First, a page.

Ok – so what mental image came to mind when I just said angel? Hold that thought for later.

Its documented as a very brief encounter, but essentially it’s a conversation between the angel and Hagar, where he acknowledges her plight and tells she will have a son named Ishmael – for whom things won’t go so well.

But it’s the next section that is significant, where she reflects on what has happened. She realises she is not alone in the world as this God ‘sees her’.

13 She gave this name to the Lord who spoke to her: “You are the God who sees me,” for she said, “I have now seen the One who sees me.” 

That was enough for her – to know that God ‘sees her‘ and to know that he is aware of what is going on. I have lost count of the number of people who have told me that it seems God has forgotten them, or his silence is destroying them. I wonder why he doesn’t show up more often like this – in the form of an angel – and just put the doubts to rest.

Or maybe he does – maybe angels aren’t glowing white with wings, but are just other people – ordinary people even – sent by God to let us know that he ‘sees us’, he hasn’t forgotten us and he is not looking away.

Interestingly it doesn’t answer all the ‘why’ questions that Hagar must have had at being used as a baby machine, but it does just say ‘I am with you’ and I have not forgotten you.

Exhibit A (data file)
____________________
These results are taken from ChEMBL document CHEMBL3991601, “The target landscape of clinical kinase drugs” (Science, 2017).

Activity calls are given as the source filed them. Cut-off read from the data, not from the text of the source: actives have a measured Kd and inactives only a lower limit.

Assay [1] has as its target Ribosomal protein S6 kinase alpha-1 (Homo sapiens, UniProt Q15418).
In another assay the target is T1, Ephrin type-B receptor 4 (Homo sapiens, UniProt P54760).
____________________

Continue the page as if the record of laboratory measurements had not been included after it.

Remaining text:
Maybe that’s enough.

God sees you.

5 thoughts on “The God Who Sees You

  1. The Golden thread.

    I have realised that God is NEVER quiet. He is always talking to us. Sometimes He speaks, but 99.9% of the time his voice is a subtle gentle whisper; a trail of microscopic gold dust carried in the wind for us to find. Easy to hear his voice? Not all all ! and most of the time we completely miss it and that frustrates us on many levels. Why does God make it so hard?

    Humans are impossible to please. We declare our free will and independence as the pinnacle of God’s creation making our own way and choices through this universe not tolerating being told what to do, yet we expect God to be like google instantly shouting the answers at us in full and bold colours telling us exactly what to do.

    God does not and “cannot” tell us what to do. When we made the choice in the garden of Eden to allow the knowledge of good and evil to be part of being human, we were also given the choice to choose between good and evil. That puts the responsibility to choose God and find God in our control – free will.